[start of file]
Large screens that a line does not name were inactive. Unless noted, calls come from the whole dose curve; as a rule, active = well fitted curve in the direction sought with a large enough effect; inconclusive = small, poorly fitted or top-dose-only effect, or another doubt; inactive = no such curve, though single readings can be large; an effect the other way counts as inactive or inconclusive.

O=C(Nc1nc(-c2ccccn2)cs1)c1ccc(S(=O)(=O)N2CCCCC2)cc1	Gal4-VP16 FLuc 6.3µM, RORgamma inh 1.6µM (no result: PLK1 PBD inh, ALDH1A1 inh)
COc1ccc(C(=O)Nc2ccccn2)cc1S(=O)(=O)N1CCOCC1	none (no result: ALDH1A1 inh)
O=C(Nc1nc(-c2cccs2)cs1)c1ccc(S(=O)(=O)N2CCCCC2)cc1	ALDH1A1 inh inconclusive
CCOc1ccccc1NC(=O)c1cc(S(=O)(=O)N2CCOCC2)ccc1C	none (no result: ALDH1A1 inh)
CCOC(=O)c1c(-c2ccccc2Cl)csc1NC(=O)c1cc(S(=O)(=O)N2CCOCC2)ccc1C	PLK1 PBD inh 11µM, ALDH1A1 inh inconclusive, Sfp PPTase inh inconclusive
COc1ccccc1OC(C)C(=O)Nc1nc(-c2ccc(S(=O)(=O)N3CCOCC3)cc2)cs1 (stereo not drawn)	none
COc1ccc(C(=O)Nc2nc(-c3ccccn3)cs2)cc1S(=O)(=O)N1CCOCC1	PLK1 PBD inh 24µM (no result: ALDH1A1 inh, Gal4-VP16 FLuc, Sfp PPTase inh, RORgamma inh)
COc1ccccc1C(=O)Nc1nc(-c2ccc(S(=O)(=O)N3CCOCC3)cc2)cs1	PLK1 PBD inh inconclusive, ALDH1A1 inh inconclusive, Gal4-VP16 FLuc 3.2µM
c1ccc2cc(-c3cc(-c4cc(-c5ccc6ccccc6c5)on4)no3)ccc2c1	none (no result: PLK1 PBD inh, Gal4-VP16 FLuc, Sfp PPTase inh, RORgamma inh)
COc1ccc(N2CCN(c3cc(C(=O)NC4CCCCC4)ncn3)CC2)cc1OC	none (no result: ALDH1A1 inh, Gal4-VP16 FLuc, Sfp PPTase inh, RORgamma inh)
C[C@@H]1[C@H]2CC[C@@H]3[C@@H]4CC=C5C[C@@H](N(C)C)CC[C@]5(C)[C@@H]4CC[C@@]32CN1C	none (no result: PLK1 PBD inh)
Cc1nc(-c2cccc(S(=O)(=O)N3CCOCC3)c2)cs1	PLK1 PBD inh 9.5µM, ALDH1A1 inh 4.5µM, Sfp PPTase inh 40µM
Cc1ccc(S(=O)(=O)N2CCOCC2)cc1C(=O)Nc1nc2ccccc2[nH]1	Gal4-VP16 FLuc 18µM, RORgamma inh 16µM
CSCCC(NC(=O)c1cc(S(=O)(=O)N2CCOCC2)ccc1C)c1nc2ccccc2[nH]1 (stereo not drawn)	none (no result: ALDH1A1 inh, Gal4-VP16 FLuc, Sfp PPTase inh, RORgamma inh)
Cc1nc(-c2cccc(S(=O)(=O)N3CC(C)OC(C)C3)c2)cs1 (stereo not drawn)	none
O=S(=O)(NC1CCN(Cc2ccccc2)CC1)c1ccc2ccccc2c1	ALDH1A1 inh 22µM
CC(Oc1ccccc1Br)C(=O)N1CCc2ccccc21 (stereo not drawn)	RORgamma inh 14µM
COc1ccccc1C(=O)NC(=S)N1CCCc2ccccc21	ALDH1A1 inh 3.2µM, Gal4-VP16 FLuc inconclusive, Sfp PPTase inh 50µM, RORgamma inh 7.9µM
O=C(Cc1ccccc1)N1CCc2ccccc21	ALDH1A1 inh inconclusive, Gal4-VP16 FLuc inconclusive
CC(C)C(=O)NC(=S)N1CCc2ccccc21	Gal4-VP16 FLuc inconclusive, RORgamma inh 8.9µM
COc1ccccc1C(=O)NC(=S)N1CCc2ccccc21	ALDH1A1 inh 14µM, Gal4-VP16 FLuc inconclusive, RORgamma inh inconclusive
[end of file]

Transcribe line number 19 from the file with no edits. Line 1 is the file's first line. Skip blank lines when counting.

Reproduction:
COc1ccccc1C(=O)NC(=S)N1CCCc2ccccc21	ALDH1A1 inh 3.2µM, Gal4-VP16 FLuc inconclusive, Sfp PPTase inh 50µM, RORgamma inh 7.9µM